Maria Giulia Sergio

Maria Giulia Sergio

Maria Giulia Sergio, also known as Fatima Zahra, was born in Torre del Greco (NA) on September 23, 1987, but her family had moved to Inzago (MI). In 2015, she was charged with art. 270 bis of the Italian Criminal Code for criminal association with the purpose of terrorism, having enlisted within ISIS after traveling to Syria with her husband Aldo Kobuzi and having conducted proselytism with the aim of recruiting towards her sister Marianna and her own parents.
Maria Giulia converted to Islam in 2009 and in 2012 she started wearing the niqab which quickly became a source of discrimination and Maria Giulia’s reaction was to embrace even more radical beliefs. She was living in Inzago with her parents, Assunta Buonfiglio, Sergio Sergio and her sister Marianna Sergio who were all Islam converts. The Sergios were a low income family, as only Sergio was working, Assunta was a housewife and Maria Giulia and Marianna were primarily students who occasionally worked. From court documents it is revealed that Maria Giulia had been previously married to a man named Jamal from whom she had asked for a divorce because his beliefs were not radical enough.
Bushra Haik’s Skype study groups such as “Aqidah and Tafsir” contributed to Maria Giulia’s radicalisation and subsequent decision to leave for Syria to join the Islamic State, but the choice of doing jihad was based on an identity crisis at a social and individual level: this is why Maria Giulia changed her name into Fatima, abandoned her previous Christian life and was re-born under the radical Islam. In 2014, when she met Lubjana Gjecaj at the festival of the Islamic book in the mosque of San Paolo d’Argon, she was already one of Haik’s students. Gjecaj and Maria Giulia quickly became friends and revealed to her that she was looking for a husband to do hijra with and the woman introduced Maria Giulia to Aldo Kobuzi, an Albanian man who was looking for a wife.
On September 17, 2014, Maria Giulia and Aldo Kobuzi got married in Treviglio, after he had arrived to Italy from Albania a few days prior. The wedding party was hosted by Dritan and Lubjana Djecaj in their house, as the Imam of Treviglio refused to celebrate their wedding. On September 21, the newlyweds and Donika Coku, Aldo’s mom, flew from Rome to Istanbul first and then took a domestic flight to Gaziantep, a city close to the Syrian border. Phone records reveal that they were in all probability helped by Ahmed Abu Alharith, a known ISIS handler, to cross the Syrian border. Once arrived in the town of Sed Forouk in Syria, they met with Aldo’s sister, Serjola Kobuzi, who had moved to the Islamic State earlier that year.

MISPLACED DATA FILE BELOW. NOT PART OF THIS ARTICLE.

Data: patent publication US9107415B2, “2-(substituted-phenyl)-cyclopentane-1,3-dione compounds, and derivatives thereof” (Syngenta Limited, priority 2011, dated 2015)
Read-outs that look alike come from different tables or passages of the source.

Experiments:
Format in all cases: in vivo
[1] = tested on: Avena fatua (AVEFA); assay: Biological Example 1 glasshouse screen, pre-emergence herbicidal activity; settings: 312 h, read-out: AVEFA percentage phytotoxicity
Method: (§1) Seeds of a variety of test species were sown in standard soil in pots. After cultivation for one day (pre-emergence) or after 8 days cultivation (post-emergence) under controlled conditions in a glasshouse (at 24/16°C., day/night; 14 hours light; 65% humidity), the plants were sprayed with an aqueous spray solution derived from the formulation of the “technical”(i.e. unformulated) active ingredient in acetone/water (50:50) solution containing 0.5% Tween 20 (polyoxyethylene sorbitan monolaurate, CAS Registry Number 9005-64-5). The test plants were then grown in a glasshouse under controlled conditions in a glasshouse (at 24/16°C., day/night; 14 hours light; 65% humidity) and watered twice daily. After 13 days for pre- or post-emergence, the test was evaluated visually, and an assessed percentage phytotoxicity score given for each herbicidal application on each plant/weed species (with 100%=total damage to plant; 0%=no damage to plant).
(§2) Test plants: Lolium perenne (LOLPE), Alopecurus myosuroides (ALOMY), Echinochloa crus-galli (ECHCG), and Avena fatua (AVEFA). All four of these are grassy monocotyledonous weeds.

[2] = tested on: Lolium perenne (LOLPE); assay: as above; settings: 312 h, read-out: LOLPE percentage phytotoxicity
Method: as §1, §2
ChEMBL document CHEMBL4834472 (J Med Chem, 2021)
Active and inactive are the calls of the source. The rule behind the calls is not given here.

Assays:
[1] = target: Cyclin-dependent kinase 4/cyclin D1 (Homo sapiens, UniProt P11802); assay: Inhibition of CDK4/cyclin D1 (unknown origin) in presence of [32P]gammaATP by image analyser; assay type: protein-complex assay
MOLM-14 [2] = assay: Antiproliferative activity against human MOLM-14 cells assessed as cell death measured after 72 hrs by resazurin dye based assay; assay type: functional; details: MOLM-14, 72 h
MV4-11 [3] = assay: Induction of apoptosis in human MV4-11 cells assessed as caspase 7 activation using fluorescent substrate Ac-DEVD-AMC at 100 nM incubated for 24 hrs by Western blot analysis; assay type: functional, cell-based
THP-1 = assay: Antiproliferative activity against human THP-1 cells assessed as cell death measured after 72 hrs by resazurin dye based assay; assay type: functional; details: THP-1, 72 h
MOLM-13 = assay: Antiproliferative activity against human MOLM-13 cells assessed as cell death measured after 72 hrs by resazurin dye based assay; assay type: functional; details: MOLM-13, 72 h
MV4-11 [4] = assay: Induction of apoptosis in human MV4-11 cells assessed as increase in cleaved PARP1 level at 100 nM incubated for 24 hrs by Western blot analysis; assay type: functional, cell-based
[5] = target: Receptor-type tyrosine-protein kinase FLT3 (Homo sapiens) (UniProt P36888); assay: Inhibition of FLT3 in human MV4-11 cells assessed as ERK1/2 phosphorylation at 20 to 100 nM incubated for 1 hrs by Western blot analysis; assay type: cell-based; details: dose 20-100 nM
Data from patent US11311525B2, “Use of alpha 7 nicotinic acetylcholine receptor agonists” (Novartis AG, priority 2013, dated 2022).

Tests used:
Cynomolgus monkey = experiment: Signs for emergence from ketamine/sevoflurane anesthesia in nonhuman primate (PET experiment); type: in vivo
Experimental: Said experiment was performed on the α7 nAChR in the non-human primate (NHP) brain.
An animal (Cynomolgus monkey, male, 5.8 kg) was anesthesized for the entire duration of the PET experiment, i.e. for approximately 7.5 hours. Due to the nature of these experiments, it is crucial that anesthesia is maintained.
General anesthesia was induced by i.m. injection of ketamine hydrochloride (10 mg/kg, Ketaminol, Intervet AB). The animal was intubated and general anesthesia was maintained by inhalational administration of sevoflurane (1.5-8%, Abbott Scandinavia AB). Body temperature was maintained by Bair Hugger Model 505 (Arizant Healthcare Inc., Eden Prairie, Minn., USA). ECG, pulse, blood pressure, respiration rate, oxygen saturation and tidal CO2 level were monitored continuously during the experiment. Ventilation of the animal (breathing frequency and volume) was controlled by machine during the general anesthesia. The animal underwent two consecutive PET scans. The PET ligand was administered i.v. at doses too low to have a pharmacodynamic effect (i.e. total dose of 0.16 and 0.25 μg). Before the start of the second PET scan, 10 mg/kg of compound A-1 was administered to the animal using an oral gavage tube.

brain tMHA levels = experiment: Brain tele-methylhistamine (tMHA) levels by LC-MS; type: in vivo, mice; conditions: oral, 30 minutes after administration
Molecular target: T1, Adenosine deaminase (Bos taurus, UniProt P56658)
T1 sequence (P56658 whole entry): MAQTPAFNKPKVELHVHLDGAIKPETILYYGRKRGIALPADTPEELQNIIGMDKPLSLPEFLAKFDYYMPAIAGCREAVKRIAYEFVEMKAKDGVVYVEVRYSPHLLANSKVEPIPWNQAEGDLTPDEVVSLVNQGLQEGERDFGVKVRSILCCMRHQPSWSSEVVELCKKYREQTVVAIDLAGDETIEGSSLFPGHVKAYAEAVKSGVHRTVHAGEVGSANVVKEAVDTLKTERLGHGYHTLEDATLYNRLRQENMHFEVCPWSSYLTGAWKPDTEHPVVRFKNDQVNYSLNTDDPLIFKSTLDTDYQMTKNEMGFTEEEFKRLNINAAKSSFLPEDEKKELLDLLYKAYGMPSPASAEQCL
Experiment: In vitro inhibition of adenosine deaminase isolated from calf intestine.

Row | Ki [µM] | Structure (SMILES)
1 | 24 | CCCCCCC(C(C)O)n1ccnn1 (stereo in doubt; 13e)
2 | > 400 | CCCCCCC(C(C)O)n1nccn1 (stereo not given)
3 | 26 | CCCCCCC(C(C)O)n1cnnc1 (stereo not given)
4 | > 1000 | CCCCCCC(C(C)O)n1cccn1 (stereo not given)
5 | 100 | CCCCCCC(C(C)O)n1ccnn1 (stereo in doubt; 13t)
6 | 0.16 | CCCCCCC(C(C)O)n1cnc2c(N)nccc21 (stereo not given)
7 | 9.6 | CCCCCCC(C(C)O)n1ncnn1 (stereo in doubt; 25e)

In various phone and chat conversations dating back to the end of 2014, Maria Giulia told her family about their life under the Islamic State, confessing that Aldo was excluded from fighting because his sister Serjola had just become a widow and was about to give birth so the man of the family needed to stay home. She also revealed that Aldo had been sent to a military training camp in Iraq to become a fighter and that the Islamic State was providing for her in the absence of her husband while she was practicing how to use weapons.
Once in Syria, Maria Giulia started engaging in proselytism towards her family trying to convince them to do hijra and follow her in Syria. She even told them that the trip would be organised for them and not to mention the idea to anyone, especially since her departure appeared on Italian newspapers after the Charlie Hebdo attack on January 2015. To convince her mother Assunta Buonfiglio, the defendant would describe the life they would have under the Islamic State, reassuring them that the Caliphate would provide and guarantee all services to its citizens. They would even have heated conversations in which Maria Giulia would insist by rephrasing Haik’s teachings about the duty of true Muslims and the threat of damnation, evidence of her strength of character and her ideological fervour. At first, Maria Giulia’s proselytism was not entirely successful: when it comes to her parents, although at first they announced on March 20 their affirmative decision to leave for Syria as Sergio Sergio would have quit his job and collect his pension money, a few days later they had a change of heart. Therefore, Maria Giulia’s efforts concentrated on her sister: she was able to persuade Marianna to leave alone in March 2015 by reminding her of her duty to do hijra and by manipulating religious citations and stories previously learned by Haik.
Finally, in April 2015, driven by the insistence of Marianna and Maria Giulia, the Sergios decided to leave for the Caliphate, withdrawing Sergio’s pension money, buying suitcases and applying for a passport. From April onwards, the Sergios and Maria Giulia would talk about their imminent trip with caution and in code: they were aware they could have been intercepted by the police. In the end, Maria Giulia’s parents were arrested hours before they were due to leave for Syria.
Maria Giulia Sergio was tried and convicted in absentia, as she has been a fugitive since 2014 probably still in Syria, although there has been no news about whether she is still alive. She was sentenced for participation to a terrorist organisation to nine years, a conviction that was later confirmed by the Court of Cassation of Rome in 2019.

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